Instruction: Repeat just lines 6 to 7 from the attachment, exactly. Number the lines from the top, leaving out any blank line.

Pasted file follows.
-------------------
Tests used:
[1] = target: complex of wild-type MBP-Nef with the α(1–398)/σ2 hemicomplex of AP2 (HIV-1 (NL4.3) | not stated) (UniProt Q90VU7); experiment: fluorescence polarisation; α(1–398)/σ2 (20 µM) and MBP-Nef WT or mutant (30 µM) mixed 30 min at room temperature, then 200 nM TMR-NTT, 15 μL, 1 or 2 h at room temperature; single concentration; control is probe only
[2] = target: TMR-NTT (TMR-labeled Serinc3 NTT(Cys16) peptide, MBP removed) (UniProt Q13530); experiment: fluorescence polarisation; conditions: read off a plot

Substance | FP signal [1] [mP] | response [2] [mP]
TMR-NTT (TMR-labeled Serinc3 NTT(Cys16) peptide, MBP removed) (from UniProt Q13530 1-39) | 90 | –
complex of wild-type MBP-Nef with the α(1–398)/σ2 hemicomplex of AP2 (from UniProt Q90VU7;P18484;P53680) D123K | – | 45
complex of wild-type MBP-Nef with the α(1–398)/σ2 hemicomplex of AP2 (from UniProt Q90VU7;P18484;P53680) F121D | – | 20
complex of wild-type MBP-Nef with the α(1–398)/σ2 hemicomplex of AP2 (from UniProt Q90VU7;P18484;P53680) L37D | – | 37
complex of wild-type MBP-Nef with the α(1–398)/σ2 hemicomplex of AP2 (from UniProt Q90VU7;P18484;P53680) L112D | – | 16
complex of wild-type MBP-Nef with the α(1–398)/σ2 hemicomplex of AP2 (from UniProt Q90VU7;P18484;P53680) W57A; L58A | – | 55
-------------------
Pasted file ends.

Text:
complex of wild-type MBP-Nef with the α(1–398)/σ2 hemicomplex of AP2 (from UniProt Q90VU7;P18484;P53680) D123K | – | 45
complex of wild-type MBP-Nef with the α(1–398)/σ2 hemicomplex of AP2 (from UniProt Q90VU7;P18484;P53680) F121D | – | 20